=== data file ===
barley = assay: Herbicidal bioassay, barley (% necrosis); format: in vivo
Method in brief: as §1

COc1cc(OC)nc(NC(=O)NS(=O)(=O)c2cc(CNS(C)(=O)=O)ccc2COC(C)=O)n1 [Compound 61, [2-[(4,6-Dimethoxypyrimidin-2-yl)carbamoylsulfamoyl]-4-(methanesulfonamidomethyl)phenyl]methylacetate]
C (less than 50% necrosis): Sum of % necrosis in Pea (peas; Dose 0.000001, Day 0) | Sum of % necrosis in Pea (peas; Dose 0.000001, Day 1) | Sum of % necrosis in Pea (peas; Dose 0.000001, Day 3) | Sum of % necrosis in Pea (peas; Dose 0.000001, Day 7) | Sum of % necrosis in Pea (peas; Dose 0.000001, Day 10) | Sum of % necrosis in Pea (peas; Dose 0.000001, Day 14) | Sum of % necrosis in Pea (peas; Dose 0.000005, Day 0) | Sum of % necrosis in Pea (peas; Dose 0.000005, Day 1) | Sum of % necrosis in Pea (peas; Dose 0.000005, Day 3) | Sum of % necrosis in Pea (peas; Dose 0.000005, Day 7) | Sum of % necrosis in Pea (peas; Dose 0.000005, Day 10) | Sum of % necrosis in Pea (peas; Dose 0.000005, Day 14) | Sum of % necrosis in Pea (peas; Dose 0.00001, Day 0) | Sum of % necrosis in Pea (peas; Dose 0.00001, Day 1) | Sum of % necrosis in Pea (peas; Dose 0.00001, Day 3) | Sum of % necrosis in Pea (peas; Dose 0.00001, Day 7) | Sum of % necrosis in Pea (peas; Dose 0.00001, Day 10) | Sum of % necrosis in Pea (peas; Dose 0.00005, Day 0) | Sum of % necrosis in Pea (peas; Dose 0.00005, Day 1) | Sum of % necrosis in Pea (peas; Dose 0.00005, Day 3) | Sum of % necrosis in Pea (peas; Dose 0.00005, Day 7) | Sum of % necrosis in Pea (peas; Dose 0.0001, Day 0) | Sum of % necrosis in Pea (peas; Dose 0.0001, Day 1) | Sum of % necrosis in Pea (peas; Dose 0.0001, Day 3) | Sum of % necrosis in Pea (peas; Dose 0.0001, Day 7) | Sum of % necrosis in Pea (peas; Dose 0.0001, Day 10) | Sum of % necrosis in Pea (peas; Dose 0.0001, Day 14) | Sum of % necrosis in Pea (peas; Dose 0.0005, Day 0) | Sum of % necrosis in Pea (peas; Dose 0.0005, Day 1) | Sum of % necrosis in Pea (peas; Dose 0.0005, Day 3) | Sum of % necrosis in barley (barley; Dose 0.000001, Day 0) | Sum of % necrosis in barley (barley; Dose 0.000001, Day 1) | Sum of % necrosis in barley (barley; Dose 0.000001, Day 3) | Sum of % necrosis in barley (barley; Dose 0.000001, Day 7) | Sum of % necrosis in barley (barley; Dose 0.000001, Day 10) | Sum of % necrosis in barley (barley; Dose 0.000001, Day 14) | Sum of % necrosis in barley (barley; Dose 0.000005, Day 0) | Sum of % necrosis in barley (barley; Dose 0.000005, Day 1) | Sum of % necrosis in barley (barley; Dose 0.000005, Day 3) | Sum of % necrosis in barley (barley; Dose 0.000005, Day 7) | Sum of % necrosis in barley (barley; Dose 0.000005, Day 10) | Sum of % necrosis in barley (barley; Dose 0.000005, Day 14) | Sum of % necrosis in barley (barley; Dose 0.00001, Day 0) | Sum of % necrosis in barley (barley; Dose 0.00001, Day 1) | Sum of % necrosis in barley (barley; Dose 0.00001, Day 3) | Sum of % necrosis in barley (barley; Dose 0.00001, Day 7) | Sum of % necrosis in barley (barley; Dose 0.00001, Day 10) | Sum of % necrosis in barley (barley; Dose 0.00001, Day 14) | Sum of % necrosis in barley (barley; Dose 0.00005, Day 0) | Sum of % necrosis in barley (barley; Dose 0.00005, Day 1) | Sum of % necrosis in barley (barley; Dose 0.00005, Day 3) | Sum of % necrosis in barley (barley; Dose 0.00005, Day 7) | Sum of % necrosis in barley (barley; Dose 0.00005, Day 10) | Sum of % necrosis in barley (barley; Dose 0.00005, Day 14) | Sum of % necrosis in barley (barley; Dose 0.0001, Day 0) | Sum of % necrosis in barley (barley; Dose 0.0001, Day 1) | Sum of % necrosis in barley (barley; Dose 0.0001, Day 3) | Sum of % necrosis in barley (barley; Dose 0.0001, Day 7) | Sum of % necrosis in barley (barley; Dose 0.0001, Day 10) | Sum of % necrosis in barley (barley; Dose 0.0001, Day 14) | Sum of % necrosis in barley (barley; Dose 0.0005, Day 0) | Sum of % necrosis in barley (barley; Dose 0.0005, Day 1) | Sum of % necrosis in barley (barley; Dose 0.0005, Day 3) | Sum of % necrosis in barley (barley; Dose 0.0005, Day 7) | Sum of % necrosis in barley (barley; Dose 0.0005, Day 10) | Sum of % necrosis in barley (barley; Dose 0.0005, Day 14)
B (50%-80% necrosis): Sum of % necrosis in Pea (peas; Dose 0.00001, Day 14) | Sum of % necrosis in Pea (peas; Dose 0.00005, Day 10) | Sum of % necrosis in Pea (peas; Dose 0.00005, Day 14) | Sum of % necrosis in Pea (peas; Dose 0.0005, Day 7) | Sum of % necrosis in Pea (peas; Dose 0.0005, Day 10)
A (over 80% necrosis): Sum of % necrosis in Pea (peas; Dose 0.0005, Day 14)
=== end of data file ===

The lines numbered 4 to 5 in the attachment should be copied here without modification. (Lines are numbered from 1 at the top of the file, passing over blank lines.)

C (less than 50% necrosis): Sum of % necrosis in Pea (peas; Dose 0.000001, Day 0) | Sum of % necrosis in Pea (peas; Dose 0.000001, Day 1) | Sum of % necrosis in Pea (peas; Dose 0.000001, Day 3) | Sum of % necrosis in Pea (peas; Dose 0.000001, Day 7) | Sum of % necrosis in Pea (peas; Dose 0.000001, Day 10) | Sum of % necrosis in Pea (peas; Dose 0.000001, Day 14) | Sum of % necrosis in Pea (peas; Dose 0.000005, Day 0) | Sum of % necrosis in Pea (peas; Dose 0.000005, Day 1) | Sum of % necrosis in Pea (peas; Dose 0.000005, Day 3) | Sum of % necrosis in Pea (peas; Dose 0.000005, Day 7) | Sum of % necrosis in Pea (peas; Dose 0.000005, Day 10) | Sum of % necrosis in Pea (peas; Dose 0.000005, Day 14) | Sum of % necrosis in Pea (peas; Dose 0.00001, Day 0) | Sum of % necrosis in Pea (peas; Dose 0.00001, Day 1) | Sum of % necrosis in Pea (peas; Dose 0.00001, Day 3) | Sum of % necrosis in Pea (peas; Dose 0.00001, Day 7) | Sum of % necrosis in Pea (peas; Dose 0.00001, Day 10) | Sum of % necrosis in Pea (peas; Dose 0.00005, Day 0) | Sum of % necrosis in Pea (peas; Dose 0.00005, Day 1) | Sum of % necrosis in Pea (peas; Dose 0.00005, Day 3) | Sum of % necrosis in Pea (peas; Dose 0.00005, Day 7) | Sum of % necrosis in Pea (peas; Dose 0.0001, Day 0) | Sum of % necrosis in Pea (peas; Dose 0.0001, Day 1) | Sum of % necrosis in Pea (peas; Dose 0.0001, Day 3) | Sum of % necrosis in Pea (peas; Dose 0.0001, Day 7) | Sum of % necrosis in Pea (peas; Dose 0.0001, Day 10) | Sum of % necrosis in Pea (peas; Dose 0.0001, Day 14) | Sum of % necrosis in Pea (peas; Dose 0.0005, Day 0) | Sum of % necrosis in Pea (peas; Dose 0.0005, Day 1) | Sum of % necrosis in Pea (peas; Dose 0.0005, Day 3) | Sum of % necrosis in barley (barley; Dose 0.000001, Day 0) | Sum of % necrosis in barley (barley; Dose 0.000001, Day 1) | Sum of % necrosis in barley (barley; Dose 0.000001, Day 3) | Sum of % necrosis in barley (barley; Dose 0.000001, Day 7) | Sum of % necrosis in barley (barley; Dose 0.000001, Day 10) | Sum of % necrosis in barley (barley; Dose 0.000001, Day 14) | Sum of % necrosis in barley (barley; Dose 0.000005, Day 0) | Sum of % necrosis in barley (barley; Dose 0.000005, Day 1) | Sum of % necrosis in barley (barley; Dose 0.000005, Day 3) | Sum of % necrosis in barley (barley; Dose 0.000005, Day 7) | Sum of % necrosis in barley (barley; Dose 0.000005, Day 10) | Sum of % necrosis in barley (barley; Dose 0.000005, Day 14) | Sum of % necrosis in barley (barley; Dose 0.00001, Day 0) | Sum of % necrosis in barley (barley; Dose 0.00001, Day 1) | Sum of % necrosis in barley (barley; Dose 0.00001, Day 3) | Sum of % necrosis in barley (barley; Dose 0.00001, Day 7) | Sum of % necrosis in barley (barley; Dose 0.00001, Day 10) | Sum of % necrosis in barley (barley; Dose 0.00001, Day 14) | Sum of % necrosis in barley (barley; Dose 0.00005, Day 0) | Sum of % necrosis in barley (barley; Dose 0.00005, Day 1) | Sum of % necrosis in barley (barley; Dose 0.00005, Day 3) | Sum of % necrosis in barley (barley; Dose 0.00005, Day 7) | Sum of % necrosis in barley (barley; Dose 0.00005, Day 10) | Sum of % necrosis in barley (barley; Dose 0.00005, Day 14) | Sum of % necrosis in barley (barley; Dose 0.0001, Day 0) | Sum of % necrosis in barley (barley; Dose 0.0001, Day 1) | Sum of % necrosis in barley (barley; Dose 0.0001, Day 3) | Sum of % necrosis in barley (barley; Dose 0.0001, Day 7) | Sum of % necrosis in barley (barley; Dose 0.0001, Day 10) | Sum of % necrosis in barley (barley; Dose 0.0001, Day 14) | Sum of % necrosis in barley (barley; Dose 0.0005, Day 0) | Sum of % necrosis in barley (barley; Dose 0.0005, Day 1) | Sum of % necrosis in barley (barley; Dose 0.0005, Day 3) | Sum of % necrosis in barley (barley; Dose 0.0005, Day 7) | Sum of % necrosis in barley (barley; Dose 0.0005, Day 10) | Sum of % necrosis in barley (barley; Dose 0.0005, Day 14)
B (50%-80% necrosis): Sum of % necrosis in Pea (peas; Dose 0.00001, Day 14) | Sum of % necrosis in Pea (peas; Dose 0.00005, Day 10) | Sum of % necrosis in Pea (peas; Dose 0.00005, Day 14) | Sum of % necrosis in Pea (peas; Dose 0.0005, Day 7) | Sum of % necrosis in Pea (peas; Dose 0.0005, Day 10)